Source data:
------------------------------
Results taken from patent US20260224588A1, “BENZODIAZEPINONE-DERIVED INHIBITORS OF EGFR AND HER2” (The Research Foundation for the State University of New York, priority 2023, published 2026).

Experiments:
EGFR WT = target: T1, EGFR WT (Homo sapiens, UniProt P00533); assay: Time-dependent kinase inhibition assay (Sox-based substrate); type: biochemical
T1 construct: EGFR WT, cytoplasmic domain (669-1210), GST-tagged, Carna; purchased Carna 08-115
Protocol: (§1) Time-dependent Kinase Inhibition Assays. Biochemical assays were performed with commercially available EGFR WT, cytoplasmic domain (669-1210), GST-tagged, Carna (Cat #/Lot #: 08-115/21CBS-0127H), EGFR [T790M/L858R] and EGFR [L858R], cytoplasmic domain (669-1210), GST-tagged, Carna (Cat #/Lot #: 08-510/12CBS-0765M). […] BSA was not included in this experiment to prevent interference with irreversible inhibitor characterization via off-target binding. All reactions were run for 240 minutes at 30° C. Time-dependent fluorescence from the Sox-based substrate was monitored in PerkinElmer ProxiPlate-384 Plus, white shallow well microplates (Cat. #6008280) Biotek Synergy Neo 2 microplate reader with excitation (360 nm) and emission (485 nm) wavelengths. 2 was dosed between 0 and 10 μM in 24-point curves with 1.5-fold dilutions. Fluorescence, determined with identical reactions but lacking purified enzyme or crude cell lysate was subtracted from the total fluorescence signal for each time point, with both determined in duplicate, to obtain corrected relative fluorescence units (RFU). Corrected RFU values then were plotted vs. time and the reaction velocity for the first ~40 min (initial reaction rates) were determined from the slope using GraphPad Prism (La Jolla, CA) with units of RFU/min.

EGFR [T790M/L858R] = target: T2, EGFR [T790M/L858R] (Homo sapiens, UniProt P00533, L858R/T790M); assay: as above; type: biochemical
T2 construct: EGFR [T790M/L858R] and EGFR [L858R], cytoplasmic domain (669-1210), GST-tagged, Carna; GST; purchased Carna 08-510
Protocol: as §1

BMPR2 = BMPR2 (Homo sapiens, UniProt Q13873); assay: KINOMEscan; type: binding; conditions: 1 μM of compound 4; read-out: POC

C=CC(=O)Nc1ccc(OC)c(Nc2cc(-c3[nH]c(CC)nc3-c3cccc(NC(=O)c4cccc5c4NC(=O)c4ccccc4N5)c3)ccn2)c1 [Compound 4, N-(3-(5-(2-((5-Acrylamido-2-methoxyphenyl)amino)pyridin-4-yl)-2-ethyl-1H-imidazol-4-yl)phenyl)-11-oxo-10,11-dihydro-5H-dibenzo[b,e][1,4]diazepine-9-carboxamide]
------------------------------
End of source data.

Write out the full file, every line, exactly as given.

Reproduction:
Results taken from patent US20260224588A1, “BENZODIAZEPINONE-DERIVED INHIBITORS OF EGFR AND HER2” (The Research Foundation for the State University of New York, priority 2023, published 2026).

Experiments:
EGFR WT = target: T1, EGFR WT (Homo sapiens, UniProt P00533); assay: Time-dependent kinase inhibition assay (Sox-based substrate); type: biochemical
T1 construct: EGFR WT, cytoplasmic domain (669-1210), GST-tagged, Carna; purchased Carna 08-115
Protocol: (§1) Time-dependent Kinase Inhibition Assays. Biochemical assays were performed with commercially available EGFR WT, cytoplasmic domain (669-1210), GST-tagged, Carna (Cat #/Lot #: 08-115/21CBS-0127H), EGFR [T790M/L858R] and EGFR [L858R], cytoplasmic domain (669-1210), GST-tagged, Carna (Cat #/Lot #: 08-510/12CBS-0765M). […] BSA was not included in this experiment to prevent interference with irreversible inhibitor characterization via off-target binding. All reactions were run for 240 minutes at 30° C. Time-dependent fluorescence from the Sox-based substrate was monitored in PerkinElmer ProxiPlate-384 Plus, white shallow well microplates (Cat. #6008280) Biotek Synergy Neo 2 microplate reader with excitation (360 nm) and emission (485 nm) wavelengths. 2 was dosed between 0 and 10 μM in 24-point curves with 1.5-fold dilutions. Fluorescence, determined with identical reactions but lacking purified enzyme or crude cell lysate was subtracted from the total fluorescence signal for each time point, with both determined in duplicate, to obtain corrected relative fluorescence units (RFU). Corrected RFU values then were plotted vs. time and the reaction velocity for the first ~40 min (initial reaction rates) were determined from the slope using GraphPad Prism (La Jolla, CA) with units of RFU/min.

EGFR [T790M/L858R] = target: T2, EGFR [T790M/L858R] (Homo sapiens, UniProt P00533, L858R/T790M); assay: as above; type: biochemical
T2 construct: EGFR [T790M/L858R] and EGFR [L858R], cytoplasmic domain (669-1210), GST-tagged, Carna; GST; purchased Carna 08-510
Protocol: as §1

BMPR2 = BMPR2 (Homo sapiens, UniProt Q13873); assay: KINOMEscan; type: binding; conditions: 1 μM of compound 4; read-out: POC

C=CC(=O)Nc1ccc(OC)c(Nc2cc(-c3[nH]c(CC)nc3-c3cccc(NC(=O)c4cccc5c4NC(=O)c4ccccc4N5)c3)ccn2)c1 [Compound 4, N-(3-(5-(2-((5-Acrylamido-2-methoxyphenyl)amino)pyridin-4-yl)-2-ethyl-1H-imidazol-4-yl)phenyl)-11-oxo-10,11-dihydro-5H-dibenzo[b,e][1,4]diazepine-9-carboxamide]